Annecy is different. Here, there is a sense that everyone not only loves animation and storytelling and cool art, but also aspires to achieve something quite specific – whether it’s to make a short film, a feature film, work in a great studio, publish a book, open an art exhibit, or even just be recognised for his or her talent.

For every filmmaker that went on stage to present his or her film with thunderous applause, hundreds of other aspiring artists and filmmakers are dreaming of his or her moment some day – maybe not on the Annecy stage, but in some other ways, small and big. It’s the same journey we’re all on, and each hopes to find his or her pot of gold at the end of different rainbows.

Friday came sooner than I had hoped. I spent a good part of my final night at the giant outdoor screening. That night’s movie was How To Train Your Dragon – one of my favourites from last year (including John Powell’s powerful score), which also holds bittersweet memories for me. Nevermind that it was in French.

After the movie it was back to Café Des Arts, where the crowd was the biggest I’ve seen yet (a fire hazard, really). But many of the same faces were there, and it wasn’t long when friends new and a few days old were seated around the usual spot again, beer in hands and chatting away. Some even bought their own beer (much cheaper).

Nearing 2am and it was time for me to hit that dark, eerie gravel road back to my hotel. My airport shuttle leaves in 4 hours and I had barely packed.

And so we said our goodbyes, not exchanging all our names but surely remembering each others’ faces, agreeing to meet at the same pub at next year’s festival. Whether that happens or not is anyone’s guess, but it was a good way for new friends to part, and for me to leave my first Annecy.

Jump here for more pics


Annecy Part 2

Mifa venue – Allée de l’Impérial. Ex-Nazi HQ (apparently)

The main reason I was at Annecy was in fact because there’s a business segment – MIFA, which is a mini-market with a strong European focus. My meeting schedule wasn’t actually that packed as I had wanted to make room for some conference sessions.

In the end though I swapped those for workshops by Disney Animation Studios. I figured rather than hear a bunch of executives talk about ‘issues and trends’ – which tend to be either repetitive or end up being really more about their own projects (believe me I’ve been to plenty of those), it’d be a better deal to hear Disney artists talk about story art, acting in animation, story reels etc. with real examples as they go through their recent films. How often do we get to see THAT?

‘Art of Story’ talk by Disney Animation Studios.

There were of course the required business meetings and buyer pitches, and they went well enough, by and large. But I definitely get the feeling that even the suits are at Annecy because it’s a more relaxed environment, and certainly more scenic and personable than the craziness that are the Cannes markets. Granted the scale of MIFA is a fraction of MIPTV / MIPCOM, but it is ALL animation and most would agree that when it comes to these meetings, quality time is far better than 30 min back-to-back meetings all day long.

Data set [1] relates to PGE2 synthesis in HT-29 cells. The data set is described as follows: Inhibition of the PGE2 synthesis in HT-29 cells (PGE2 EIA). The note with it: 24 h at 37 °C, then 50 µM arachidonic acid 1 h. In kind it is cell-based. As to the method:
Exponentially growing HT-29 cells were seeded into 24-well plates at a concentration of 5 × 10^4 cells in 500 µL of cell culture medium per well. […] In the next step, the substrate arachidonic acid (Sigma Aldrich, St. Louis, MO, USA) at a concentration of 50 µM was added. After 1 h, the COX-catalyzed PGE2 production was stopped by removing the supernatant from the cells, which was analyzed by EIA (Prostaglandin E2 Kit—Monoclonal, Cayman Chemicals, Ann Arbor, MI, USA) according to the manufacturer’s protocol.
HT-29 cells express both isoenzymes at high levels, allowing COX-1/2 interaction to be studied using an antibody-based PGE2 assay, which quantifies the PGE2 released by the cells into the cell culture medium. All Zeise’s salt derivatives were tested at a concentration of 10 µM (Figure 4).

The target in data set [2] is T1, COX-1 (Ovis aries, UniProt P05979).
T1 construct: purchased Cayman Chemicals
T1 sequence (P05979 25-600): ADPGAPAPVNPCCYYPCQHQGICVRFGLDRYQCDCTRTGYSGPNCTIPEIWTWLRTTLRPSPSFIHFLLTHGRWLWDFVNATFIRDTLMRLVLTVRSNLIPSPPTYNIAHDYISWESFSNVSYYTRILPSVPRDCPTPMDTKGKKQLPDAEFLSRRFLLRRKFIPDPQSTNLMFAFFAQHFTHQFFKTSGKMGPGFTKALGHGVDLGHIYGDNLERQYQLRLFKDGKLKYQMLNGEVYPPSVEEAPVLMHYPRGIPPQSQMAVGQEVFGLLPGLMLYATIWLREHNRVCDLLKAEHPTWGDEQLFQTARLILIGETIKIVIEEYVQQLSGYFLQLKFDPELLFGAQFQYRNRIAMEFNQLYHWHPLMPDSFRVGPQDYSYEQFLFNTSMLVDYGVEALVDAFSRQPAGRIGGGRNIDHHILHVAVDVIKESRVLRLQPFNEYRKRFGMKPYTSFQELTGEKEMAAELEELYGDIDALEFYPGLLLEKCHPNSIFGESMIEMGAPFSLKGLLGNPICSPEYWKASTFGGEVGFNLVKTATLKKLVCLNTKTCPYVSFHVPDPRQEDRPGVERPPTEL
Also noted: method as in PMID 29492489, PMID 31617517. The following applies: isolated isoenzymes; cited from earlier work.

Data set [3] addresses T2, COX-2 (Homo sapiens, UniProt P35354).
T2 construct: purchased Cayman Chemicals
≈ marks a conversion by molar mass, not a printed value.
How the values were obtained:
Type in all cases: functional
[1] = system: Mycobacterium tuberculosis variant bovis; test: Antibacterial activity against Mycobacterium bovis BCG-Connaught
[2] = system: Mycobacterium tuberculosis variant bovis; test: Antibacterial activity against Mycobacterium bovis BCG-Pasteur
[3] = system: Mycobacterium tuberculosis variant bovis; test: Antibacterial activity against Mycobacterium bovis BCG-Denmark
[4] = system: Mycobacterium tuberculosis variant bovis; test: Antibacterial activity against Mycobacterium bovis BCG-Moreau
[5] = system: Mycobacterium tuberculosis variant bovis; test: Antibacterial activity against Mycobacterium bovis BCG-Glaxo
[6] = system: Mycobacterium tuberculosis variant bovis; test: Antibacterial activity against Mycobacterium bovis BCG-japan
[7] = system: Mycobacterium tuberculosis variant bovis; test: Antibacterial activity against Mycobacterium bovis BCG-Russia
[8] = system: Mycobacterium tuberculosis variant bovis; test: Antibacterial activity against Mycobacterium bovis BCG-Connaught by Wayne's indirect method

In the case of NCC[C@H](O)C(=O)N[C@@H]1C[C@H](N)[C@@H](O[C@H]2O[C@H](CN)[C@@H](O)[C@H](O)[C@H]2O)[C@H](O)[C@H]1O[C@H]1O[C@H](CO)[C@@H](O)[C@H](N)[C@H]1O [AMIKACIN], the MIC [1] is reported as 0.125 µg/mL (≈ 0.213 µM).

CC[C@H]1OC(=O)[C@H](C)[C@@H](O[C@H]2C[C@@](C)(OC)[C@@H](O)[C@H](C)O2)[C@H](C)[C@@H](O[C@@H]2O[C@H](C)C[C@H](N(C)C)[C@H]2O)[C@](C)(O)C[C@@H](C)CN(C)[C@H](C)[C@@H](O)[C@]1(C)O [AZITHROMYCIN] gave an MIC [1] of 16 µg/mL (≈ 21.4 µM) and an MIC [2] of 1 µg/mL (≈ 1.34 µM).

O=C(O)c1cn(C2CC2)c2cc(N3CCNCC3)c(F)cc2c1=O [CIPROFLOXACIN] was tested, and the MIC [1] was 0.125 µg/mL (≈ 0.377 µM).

Food in Annecy, for the most part, is decent. Except for Quick Burger, the only fast food joint in the area, which was horrible (I passed on the mayonaise). Still, it was a life saver between tight screenings. Food prices were lower than those in Cannes (although the quality doesn’t come close). Waiters and waitresses are also friendlier, although they still take ions to appear for an order.

As for my daily hotel ‘buffet’ breakfast (by that I mean a borderline respectable assortment of flour-based products), by the 5th day I had developed a vengeful resentment towards croissants. I wanted to make the crossaint eat itself so it knows how bland it tastes, then drowned it in the weak foamy coffee I’ve been drinking for what seemed an eternity.

Back to the festival (cos that’s where most of the fun is) – there is a conspicuous absence of Asian short films in the official selection. Why that is the case I don’t really know. I’ve seen plenty of Japanese and Korean shorts over the years that have blown my mind, and even China has some amazing talents coming through. I’ve seen their commercial work and they’re not only great artistically but just in terms of sensibilities they would surely add a richness to a festival full of great films but nonetheless are dominated by European fare.

My second favourite Scotsman (after Kenny Dalglish), Ken Anderson, told me he has a friend in the Annecy jury and she told him plainly that the entries from Singapore just did not cut it. I don’t know many filmmakers locally that are doing independent animation work, so it’s likely they’re mostly students’ work. It’s a rather sad state of affairs that many people less in touch with the industry may not care much for – that much, much more need to be done to help develop the craft rather than the business of it all – and it’s definitely an ailment that will exacerbate the chronic lack of strong animation directors as well as writers in Singapore.

To be concluded.